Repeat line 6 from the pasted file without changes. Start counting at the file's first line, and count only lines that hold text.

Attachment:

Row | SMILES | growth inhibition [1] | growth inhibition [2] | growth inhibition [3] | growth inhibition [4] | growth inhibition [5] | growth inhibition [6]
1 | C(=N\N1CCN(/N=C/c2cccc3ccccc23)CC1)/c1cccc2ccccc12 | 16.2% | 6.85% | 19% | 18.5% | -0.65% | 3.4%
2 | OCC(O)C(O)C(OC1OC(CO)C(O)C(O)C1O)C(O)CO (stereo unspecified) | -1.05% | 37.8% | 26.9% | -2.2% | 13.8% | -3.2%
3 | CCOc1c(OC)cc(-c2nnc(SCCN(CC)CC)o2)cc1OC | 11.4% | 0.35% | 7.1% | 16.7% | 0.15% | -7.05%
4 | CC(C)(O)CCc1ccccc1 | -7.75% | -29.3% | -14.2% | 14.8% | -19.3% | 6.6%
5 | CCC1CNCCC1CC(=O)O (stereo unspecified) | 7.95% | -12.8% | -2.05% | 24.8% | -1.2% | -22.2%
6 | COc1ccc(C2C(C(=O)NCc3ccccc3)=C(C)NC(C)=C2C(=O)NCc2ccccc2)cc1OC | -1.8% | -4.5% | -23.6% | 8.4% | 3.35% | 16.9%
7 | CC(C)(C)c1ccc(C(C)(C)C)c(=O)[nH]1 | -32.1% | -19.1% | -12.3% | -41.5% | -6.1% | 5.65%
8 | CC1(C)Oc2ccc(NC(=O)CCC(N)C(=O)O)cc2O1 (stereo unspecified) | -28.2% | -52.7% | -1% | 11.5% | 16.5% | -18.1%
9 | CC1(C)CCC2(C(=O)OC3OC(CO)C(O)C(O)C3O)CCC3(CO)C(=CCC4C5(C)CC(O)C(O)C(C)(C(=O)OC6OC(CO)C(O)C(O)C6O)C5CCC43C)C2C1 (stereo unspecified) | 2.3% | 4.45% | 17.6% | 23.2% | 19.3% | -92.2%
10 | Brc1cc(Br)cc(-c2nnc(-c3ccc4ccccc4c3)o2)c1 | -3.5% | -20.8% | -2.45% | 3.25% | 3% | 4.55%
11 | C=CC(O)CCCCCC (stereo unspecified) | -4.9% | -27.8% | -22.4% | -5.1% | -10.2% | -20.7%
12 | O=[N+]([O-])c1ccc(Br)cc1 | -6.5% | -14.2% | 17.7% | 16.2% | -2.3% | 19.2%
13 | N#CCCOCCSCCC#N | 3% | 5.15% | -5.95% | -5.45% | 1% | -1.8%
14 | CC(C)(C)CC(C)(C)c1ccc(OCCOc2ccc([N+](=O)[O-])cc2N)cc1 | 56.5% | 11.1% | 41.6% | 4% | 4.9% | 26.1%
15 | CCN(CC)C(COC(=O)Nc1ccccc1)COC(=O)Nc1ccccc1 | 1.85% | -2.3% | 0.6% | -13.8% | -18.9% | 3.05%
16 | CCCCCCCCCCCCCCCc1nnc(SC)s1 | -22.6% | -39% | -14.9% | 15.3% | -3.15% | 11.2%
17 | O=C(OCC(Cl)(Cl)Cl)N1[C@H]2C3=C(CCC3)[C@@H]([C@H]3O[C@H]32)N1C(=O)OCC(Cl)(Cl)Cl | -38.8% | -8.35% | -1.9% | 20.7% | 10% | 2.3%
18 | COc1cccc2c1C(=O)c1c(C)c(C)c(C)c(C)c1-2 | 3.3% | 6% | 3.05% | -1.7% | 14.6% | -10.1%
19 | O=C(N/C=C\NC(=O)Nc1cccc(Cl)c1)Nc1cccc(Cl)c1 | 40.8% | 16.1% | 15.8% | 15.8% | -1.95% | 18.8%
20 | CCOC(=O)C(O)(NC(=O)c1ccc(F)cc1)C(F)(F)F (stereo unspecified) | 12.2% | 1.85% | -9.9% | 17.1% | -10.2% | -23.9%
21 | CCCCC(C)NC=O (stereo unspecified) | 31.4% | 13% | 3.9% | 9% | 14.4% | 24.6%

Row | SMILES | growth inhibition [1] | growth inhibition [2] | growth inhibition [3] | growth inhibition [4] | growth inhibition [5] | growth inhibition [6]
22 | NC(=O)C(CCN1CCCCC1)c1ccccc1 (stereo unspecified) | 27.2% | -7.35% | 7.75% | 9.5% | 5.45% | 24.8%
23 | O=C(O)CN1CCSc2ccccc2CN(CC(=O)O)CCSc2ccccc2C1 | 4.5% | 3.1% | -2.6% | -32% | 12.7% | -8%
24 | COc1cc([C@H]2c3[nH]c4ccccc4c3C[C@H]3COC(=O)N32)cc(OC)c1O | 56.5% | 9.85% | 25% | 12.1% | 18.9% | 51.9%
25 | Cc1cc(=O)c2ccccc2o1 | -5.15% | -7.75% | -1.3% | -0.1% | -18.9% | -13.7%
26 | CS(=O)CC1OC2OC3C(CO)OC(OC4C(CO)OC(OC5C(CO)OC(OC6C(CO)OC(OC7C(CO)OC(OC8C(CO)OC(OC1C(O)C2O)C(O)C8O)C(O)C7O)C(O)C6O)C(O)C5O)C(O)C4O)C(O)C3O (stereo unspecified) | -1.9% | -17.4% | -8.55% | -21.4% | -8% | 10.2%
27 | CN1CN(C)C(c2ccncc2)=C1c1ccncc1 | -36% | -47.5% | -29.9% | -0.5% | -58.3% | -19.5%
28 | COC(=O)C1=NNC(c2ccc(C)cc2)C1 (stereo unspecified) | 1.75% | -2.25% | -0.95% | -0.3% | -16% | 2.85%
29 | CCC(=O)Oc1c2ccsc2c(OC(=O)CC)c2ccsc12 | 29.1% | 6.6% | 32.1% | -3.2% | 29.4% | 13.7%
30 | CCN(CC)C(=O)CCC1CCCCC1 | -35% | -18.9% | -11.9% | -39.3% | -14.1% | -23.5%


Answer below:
5 | CCC1CNCCC1CC(=O)O (stereo unspecified) | 7.95% | -12.8% | -2.05% | 24.8% | -1.2% | -22.2%